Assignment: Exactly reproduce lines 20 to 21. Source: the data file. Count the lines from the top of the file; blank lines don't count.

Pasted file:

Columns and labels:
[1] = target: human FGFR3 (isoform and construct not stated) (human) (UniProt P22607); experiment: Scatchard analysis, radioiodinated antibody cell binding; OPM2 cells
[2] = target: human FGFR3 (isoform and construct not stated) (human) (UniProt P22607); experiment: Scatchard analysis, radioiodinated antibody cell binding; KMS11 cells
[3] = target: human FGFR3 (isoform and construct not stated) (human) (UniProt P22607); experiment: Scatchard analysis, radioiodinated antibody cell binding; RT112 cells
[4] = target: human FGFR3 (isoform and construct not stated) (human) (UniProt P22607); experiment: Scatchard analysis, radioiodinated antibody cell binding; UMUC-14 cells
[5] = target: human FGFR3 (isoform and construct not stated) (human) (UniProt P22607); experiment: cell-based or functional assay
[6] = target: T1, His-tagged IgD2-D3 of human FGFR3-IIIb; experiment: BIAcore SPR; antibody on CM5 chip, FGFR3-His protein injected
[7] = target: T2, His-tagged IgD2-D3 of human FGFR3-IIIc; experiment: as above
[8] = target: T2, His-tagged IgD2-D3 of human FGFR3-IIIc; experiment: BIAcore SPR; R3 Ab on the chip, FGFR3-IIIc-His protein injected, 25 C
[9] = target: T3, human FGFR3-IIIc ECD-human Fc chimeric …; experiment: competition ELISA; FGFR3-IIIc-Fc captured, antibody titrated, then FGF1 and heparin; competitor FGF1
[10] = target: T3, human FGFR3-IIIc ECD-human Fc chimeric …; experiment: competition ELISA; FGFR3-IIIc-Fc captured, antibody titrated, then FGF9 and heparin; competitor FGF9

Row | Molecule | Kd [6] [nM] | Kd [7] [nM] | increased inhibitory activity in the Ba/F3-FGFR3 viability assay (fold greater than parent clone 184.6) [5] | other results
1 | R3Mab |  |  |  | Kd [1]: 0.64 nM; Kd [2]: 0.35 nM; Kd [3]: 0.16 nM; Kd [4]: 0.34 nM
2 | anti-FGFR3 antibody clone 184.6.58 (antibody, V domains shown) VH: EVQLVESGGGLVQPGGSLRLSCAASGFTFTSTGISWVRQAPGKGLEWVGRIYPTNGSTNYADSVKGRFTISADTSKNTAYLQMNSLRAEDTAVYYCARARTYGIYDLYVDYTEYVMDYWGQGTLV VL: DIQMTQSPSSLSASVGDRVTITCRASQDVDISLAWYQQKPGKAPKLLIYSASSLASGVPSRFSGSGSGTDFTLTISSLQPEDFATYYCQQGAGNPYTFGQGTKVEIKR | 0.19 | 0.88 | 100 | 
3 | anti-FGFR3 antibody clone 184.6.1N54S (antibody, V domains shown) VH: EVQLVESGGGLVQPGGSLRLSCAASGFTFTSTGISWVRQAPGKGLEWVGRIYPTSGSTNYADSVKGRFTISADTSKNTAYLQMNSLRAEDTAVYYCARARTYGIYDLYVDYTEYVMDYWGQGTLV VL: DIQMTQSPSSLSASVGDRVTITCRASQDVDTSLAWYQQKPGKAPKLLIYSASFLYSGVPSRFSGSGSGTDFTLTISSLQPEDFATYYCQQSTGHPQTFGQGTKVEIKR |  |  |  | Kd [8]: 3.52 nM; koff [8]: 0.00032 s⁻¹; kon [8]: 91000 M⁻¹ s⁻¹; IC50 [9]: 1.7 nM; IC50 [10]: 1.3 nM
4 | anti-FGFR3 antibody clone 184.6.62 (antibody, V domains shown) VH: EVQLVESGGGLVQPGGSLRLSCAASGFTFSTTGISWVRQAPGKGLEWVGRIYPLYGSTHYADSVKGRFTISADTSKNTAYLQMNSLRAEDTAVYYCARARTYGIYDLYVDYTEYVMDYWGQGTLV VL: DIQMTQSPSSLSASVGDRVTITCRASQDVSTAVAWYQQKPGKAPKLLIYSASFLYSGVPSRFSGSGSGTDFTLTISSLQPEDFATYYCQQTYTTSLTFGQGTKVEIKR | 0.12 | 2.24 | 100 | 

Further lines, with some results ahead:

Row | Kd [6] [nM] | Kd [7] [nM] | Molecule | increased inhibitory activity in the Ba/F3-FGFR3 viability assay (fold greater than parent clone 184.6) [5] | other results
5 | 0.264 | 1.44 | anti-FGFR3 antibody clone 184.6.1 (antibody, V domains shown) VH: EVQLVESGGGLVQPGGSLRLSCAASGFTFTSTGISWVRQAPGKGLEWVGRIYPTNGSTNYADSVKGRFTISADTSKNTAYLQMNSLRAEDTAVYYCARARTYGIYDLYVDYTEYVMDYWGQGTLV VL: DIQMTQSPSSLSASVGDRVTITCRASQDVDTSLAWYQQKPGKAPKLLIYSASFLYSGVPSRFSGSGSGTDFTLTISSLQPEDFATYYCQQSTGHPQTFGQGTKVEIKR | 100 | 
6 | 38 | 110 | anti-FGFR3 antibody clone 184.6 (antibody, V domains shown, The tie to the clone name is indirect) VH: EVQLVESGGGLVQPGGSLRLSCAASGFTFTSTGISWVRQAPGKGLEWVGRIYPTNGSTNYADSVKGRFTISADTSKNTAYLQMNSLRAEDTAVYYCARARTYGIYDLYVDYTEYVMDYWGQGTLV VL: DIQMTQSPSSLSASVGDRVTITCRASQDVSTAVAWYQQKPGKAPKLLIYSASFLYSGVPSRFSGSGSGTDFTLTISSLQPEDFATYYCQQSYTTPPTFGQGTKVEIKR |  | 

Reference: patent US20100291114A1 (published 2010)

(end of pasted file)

6 | 38 | 110 | anti-FGFR3 antibody clone 184.6 (antibody, V domains shown, The tie to the clone name is indirect) VH: EVQLVESGGGLVQPGGSLRLSCAASGFTFTSTGISWVRQAPGKGLEWVGRIYPTNGSTNYADSVKGRFTISADTSKNTAYLQMNSLRAEDTAVYYCARARTYGIYDLYVDYTEYVMDYWGQGTLV VL: DIQMTQSPSSLSASVGDRVTITCRASQDVSTAVAWYQQKPGKAPKLLIYSASFLYSGVPSRFSGSGSGTDFTLTISSLQPEDFATYYCQQSYTTPPTFGQGTKVEIKR |  | 

Reference: patent US20100291114A1 (published 2010)